AT&T customers who’ve hung onto their unlimited data plans now have a lot more full-speed data to play with.
According to AT&T’s website (via DSLReports), users with legacy unlimited data plans can use up to 22GB of data per month without getting throttled. After that, users will see slower speeds in congested areas, with the degree of throttling depending on the amount of congestion. (Users will also get a warning when they’ve exceeded 16.5GB, which is 75 percent of 22GB.)
This is a major change from AT&T’s previous policy, which began throttling unlimited data users at 5GB in a congested area. In an even older policy, AT&T throttled users at just 3GB for 3G/4G HSPA+ networks and 5GB for 4G LTE networks, whether they were in a congested site or not. (Some users complained that throttling began at just 2GB.)
Why this matters: AT&T stopped offering unlimited data plans to new customers in 2012. While existing customers have been allowed to keep their unlimited data, AT&T has severely curtailed the benefits of those plans through strict throttling policies and the inability to tether a tablet or computer without additional fees. Subscribers who’ve stuck with their unlimited plans through it all are now being handsomely rewarded, especially as streaming video, photo sharing, and streaming music cause data use to climb.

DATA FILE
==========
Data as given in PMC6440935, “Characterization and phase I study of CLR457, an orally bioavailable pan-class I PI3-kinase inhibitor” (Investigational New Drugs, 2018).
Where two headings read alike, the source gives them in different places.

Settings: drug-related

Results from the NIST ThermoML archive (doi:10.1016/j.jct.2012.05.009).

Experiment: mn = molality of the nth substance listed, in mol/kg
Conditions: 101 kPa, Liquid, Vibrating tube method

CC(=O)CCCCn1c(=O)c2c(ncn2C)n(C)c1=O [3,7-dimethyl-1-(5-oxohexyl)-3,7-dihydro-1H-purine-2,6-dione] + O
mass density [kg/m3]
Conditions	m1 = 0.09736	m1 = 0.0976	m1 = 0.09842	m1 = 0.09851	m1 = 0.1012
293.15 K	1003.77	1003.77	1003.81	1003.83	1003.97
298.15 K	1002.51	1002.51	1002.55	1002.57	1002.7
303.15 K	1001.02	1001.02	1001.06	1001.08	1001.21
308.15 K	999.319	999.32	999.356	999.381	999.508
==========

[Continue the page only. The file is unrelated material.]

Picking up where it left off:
AT&T says the data expansion is thanks to its network management practices, which have “continued to evolve over time to benefit our customers and take advantage of the billions we have spent to expand and augment our networks.”
What AT&T doesn’t readily acknowledge is that it’s been smacked by lawsuits from both the Federal Communications Commission and the Federal Trade Commission over its lack of disclosure about throttling. AT&T is now facing a $100 million fine from the FCC, while the FTC’s lawsuit is still ongoing.
It’s also worth noting that AT&T, like all wireless carriers, is now subject to the FCC’s net neutrality rules, which allows for reasonable network management, but only for “primarily technical” needs. Potentially, an unlimited plan with an artificially low data cap could run afoul of those rules.
AT&T’s new approach is similar to that of T-Mobile, which begins throttling unlimited data users at 21 GB. Sprint and Verizon don’t target heavy data users for throttling, though some Sprint plans have lower bandwidth priority than others.
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